There are no questions about purchasing building insurance when you own your home or business structure. But, how does insurance apply when your home is a condominium (condo) and ownership applies to only a portion of the building? This is a serious question for many people as the popularity of condo living increases. It’s an excellent alternative to living in an apartment and offers the advantages of ownership without the extra work of lawn care and snow removal. Without the right information, condo owners can find themselves responsible for out-of-pocket expenses they thought were covered by their insurance policy.
The Condominium Association
The fees collected by your condominium association covers commonly owned property. Commonly owned refers to the property the individual owners share, such as hallways, walkways, exterior portions of buildings, swimming pool, sauna, work out room, and recreational facilities. Association fees do not cover your individual unit, and the owner is responsible for insuring everything within their unit.
The Master Policy
The condominium association master policy must clearly indicate the portions of the complex that are the association’s responsibility, paid for by association dues, and which area of the complex is the responsibility of the unit owner. If you don’t have a clear understanding of what your insurance responsibilities are, take the time to ask questions and find out. There are two types of master policies.
Bare-Walls-In Policy – This master policy covers only the structure from the exterior framing and inward, but does not cover any installations or fixtures within the condo. Items not covered include, carpeting, countertops, tile flooring, bathroom fixtures, or any other type of installation. If this is the type of master policy your condominium association has, you will need to get extensive coverage for everything in your unit.
All-In Policy – If this is the type of master policy your association has, the coverage is more extensive and covers all installations, including kitchen and bathroom fixtures, countertops, carpets, tile floors, ceilings, additions within the interior portion of the walls. Additions can include cabinets, bookcases, or shelving.
What Is The Master Policy Deductible And Who Pays For It?
Most master policies include commercial insurance coverage for the portions of the condominium complex that all individual unit owners use, including all common areas.
If there is major structural damage from a fire or weather event, the association will submit the insurance claim on behalf of the condominium owners. The deductible will be assessed against all the owners in the complex. Current deductibles seem to be climbing, and some have reached as high as $50,000. The responsibility for the deductible is divided among the unit owners. If there were ten unit owners, a $50,000 deductible would cost each owner $5,000.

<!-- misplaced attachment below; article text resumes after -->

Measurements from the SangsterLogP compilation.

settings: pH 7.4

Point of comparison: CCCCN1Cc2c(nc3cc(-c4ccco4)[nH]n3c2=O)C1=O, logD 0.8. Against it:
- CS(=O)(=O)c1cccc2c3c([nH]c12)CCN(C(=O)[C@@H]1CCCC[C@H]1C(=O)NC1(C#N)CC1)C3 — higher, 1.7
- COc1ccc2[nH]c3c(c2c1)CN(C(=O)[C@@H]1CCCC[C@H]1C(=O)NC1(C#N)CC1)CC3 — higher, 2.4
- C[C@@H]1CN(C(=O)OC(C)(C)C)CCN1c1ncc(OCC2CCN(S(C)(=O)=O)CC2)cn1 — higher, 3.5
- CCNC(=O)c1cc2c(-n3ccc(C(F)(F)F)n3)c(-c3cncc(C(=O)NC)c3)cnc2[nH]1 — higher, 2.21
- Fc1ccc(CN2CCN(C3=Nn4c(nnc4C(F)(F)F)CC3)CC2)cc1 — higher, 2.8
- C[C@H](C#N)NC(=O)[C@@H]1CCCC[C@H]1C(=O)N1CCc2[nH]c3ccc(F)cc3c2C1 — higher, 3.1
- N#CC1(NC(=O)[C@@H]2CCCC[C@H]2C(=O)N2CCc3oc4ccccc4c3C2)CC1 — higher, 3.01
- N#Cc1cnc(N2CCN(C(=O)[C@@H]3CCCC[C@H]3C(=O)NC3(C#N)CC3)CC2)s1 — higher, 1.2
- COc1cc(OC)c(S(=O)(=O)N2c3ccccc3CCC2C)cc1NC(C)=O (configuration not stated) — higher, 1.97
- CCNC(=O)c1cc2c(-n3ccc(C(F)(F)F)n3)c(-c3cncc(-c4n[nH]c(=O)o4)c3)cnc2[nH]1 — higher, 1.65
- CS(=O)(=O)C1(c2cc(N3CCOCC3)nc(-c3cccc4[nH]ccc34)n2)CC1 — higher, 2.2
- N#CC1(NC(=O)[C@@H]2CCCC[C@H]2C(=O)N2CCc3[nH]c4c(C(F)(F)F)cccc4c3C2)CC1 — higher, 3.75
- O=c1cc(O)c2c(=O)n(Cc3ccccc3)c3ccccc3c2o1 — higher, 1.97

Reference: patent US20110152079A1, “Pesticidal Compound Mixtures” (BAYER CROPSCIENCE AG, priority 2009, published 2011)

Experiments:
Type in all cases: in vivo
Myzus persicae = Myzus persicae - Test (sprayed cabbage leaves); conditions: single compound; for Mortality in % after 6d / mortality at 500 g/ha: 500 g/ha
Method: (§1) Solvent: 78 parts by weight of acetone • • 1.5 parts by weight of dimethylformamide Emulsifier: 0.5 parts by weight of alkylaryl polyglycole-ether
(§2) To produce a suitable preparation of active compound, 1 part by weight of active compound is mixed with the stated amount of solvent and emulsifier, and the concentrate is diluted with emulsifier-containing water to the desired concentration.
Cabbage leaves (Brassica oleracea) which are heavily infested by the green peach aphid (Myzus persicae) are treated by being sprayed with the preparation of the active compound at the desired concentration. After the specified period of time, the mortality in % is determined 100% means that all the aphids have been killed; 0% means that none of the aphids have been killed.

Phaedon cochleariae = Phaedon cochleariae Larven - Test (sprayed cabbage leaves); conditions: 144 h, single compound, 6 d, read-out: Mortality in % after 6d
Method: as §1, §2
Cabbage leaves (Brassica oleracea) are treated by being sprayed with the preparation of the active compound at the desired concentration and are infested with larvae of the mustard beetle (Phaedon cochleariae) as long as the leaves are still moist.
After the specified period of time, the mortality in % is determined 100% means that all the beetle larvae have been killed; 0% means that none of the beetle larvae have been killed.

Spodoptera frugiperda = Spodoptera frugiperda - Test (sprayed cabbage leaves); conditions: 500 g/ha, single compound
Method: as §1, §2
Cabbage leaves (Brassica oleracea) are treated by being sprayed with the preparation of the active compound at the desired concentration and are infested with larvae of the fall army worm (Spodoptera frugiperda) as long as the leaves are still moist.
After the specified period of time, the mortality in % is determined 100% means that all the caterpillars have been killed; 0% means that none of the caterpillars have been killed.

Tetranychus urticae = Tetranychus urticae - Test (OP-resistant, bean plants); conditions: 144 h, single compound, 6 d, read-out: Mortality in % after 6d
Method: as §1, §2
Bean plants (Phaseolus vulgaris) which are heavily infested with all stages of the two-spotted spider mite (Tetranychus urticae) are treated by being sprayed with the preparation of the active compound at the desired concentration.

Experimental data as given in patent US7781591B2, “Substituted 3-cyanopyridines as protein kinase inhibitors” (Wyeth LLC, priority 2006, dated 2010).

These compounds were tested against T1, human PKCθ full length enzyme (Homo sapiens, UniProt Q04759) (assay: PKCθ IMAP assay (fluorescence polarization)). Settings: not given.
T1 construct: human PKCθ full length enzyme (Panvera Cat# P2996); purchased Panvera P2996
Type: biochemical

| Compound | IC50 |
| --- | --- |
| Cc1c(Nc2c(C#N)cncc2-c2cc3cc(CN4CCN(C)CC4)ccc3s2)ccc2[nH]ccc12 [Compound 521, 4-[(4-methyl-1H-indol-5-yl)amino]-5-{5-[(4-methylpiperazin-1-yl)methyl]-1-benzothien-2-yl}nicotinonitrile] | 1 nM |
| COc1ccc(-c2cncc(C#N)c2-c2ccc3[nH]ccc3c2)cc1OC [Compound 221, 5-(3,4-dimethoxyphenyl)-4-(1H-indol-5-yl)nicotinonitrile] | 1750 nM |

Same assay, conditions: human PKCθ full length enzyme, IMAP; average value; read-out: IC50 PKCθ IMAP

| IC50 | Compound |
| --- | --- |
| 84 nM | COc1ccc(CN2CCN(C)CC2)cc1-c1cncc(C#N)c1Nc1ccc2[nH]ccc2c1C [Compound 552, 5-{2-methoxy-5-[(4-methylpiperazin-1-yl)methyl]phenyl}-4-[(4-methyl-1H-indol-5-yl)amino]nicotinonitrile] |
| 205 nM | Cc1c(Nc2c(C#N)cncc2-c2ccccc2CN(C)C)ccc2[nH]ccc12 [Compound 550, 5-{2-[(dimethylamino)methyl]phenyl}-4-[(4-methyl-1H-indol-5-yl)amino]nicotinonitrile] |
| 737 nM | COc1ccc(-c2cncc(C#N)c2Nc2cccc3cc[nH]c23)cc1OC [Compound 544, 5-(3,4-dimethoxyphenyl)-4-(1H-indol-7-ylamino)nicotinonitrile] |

The association’s bylaws should include complete information on the insurance coverage and specify all responsibilities of the individual unit owners, as well as those of the association. Be sure to read a copy before signing any contracts.
Your Personal Insurance Requirements
In addition to being responsible for a percentage of the master policy deductible, you need insurance for your individual unit. Deciding on the amount of coverage you need depends on the replacement cost of flooring, carpets, cabinetry, and other installations. Get some estimates for these costs to aid in determining the amount of insurance you need. You can purchase either a cash-value policy or a replacement-cost policy.
Cash-Value Policy – This policy only pays the remaining value of an item after depreciation. You can be left with expensive replacements costs, if your insured items are several years old.
Replacement-Cost Policy – This policy pays the amount it costs to replace the lost article. If you have a three-year-old refrigerator, the policy will pay the amount to replace it with a new one. This policy is the wisest choice for most condo owners.
Insuring contents and structure is important. Think of your condo as a box full of items. Tip the box over, and what falls out is your content. What remains is your structure. The structural elements include the lighting, cabinets, floors, carpets, and countertops. The contents include everything inside your condo, such as appliances, furniture, artwork, computers, televisions, clothing, and jewelry.
Do some investigating before purchasing your condo and be sure you know what the master policy includes. A little preparation before you make the purchase will keep you and your condo well protected in the event of damage.